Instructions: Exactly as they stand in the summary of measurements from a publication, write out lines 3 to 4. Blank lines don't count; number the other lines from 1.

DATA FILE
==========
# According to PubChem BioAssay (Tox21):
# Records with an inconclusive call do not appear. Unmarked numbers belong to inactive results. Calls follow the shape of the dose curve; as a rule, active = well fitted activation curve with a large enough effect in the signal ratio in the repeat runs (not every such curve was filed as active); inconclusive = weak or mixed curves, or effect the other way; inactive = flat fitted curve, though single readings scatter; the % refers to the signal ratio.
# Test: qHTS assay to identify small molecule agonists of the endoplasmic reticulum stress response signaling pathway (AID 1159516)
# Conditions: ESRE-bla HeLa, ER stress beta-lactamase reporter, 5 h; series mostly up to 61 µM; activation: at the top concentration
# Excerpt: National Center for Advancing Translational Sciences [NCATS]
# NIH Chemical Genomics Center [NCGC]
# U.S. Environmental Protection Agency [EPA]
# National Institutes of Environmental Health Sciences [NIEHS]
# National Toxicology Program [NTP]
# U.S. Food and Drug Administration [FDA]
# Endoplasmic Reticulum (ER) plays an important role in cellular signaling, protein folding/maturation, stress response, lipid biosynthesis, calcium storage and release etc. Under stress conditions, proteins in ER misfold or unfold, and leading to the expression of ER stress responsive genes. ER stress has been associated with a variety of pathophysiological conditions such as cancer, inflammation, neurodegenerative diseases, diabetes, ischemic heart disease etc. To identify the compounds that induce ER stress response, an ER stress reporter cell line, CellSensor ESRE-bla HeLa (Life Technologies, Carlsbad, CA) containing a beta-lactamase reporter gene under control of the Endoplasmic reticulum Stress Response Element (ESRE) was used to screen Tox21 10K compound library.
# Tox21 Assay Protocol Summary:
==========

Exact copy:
# Test: qHTS assay to identify small molecule agonists of the endoplasmic reticulum stress response signaling pathway (AID 1159516)
# Conditions: ESRE-bla HeLa, ER stress beta-lactamase reporter, 5 h; series mostly up to 61 µM; activation: at the top concentration